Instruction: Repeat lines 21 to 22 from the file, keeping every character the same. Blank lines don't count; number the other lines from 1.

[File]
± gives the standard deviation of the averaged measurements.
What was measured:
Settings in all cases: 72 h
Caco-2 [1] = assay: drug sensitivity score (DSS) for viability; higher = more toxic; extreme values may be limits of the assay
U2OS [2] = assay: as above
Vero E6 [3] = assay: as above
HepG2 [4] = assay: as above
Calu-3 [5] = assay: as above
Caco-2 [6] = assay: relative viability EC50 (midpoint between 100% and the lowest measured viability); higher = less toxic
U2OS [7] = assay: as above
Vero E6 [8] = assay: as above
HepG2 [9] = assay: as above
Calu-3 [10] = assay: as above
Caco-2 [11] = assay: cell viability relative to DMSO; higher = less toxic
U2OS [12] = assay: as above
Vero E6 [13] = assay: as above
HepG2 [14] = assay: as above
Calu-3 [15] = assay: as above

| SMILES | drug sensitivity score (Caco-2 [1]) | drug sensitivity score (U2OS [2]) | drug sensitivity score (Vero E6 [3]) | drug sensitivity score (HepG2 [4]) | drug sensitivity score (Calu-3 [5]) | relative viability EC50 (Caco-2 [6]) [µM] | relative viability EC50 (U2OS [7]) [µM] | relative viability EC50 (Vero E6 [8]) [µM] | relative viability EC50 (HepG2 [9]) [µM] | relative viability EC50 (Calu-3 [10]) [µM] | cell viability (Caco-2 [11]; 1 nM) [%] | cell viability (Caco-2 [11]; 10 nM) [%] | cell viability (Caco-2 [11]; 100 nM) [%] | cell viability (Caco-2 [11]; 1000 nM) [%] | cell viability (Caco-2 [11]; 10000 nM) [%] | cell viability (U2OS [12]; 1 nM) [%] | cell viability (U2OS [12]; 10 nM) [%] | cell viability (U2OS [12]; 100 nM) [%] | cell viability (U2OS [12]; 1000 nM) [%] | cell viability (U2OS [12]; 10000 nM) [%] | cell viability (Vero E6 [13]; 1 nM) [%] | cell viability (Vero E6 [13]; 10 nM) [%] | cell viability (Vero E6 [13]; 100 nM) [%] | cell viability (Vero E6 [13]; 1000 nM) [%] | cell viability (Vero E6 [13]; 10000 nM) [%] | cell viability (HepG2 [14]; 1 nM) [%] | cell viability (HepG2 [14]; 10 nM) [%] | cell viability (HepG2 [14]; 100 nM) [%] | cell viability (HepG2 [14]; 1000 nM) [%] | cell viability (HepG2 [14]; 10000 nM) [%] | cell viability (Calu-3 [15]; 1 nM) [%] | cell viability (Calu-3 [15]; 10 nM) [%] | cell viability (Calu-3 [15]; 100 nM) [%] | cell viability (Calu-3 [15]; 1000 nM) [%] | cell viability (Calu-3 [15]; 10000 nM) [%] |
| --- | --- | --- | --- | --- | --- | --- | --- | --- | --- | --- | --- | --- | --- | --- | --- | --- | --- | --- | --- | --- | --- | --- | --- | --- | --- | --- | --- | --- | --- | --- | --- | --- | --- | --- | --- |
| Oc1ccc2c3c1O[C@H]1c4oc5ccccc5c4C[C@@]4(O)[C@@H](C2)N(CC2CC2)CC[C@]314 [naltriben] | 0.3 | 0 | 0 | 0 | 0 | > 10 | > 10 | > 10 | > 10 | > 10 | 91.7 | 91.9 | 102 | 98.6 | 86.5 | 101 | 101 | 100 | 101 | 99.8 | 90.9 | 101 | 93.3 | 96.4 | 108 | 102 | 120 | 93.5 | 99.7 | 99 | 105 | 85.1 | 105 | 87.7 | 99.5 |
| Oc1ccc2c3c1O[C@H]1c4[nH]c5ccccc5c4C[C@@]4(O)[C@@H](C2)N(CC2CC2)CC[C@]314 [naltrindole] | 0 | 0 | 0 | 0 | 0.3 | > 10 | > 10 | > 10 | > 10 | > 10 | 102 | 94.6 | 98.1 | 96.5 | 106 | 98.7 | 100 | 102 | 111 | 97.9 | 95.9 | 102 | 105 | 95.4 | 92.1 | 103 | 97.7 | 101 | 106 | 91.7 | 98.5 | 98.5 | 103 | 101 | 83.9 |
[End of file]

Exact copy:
| Oc1ccc2c3c1O[C@H]1c4oc5ccccc5c4C[C@@]4(O)[C@@H](C2)N(CC2CC2)CC[C@]314 [naltriben] | 0.3 | 0 | 0 | 0 | 0 | > 10 | > 10 | > 10 | > 10 | > 10 | 91.7 | 91.9 | 102 | 98.6 | 86.5 | 101 | 101 | 100 | 101 | 99.8 | 90.9 | 101 | 93.3 | 96.4 | 108 | 102 | 120 | 93.5 | 99.7 | 99 | 105 | 85.1 | 105 | 87.7 | 99.5 |
| Oc1ccc2c3c1O[C@H]1c4[nH]c5ccccc5c4C[C@@]4(O)[C@@H](C2)N(CC2CC2)CC[C@]314 [naltrindole] | 0 | 0 | 0 | 0 | 0.3 | > 10 | > 10 | > 10 | > 10 | > 10 | 102 | 94.6 | 98.1 | 96.5 | 106 | 98.7 | 100 | 102 | 111 | 97.9 | 95.9 | 102 | 105 | 95.4 | 92.1 | 103 | 97.7 | 101 | 106 | 91.7 | 98.5 | 98.5 | 103 | 101 | 83.9 |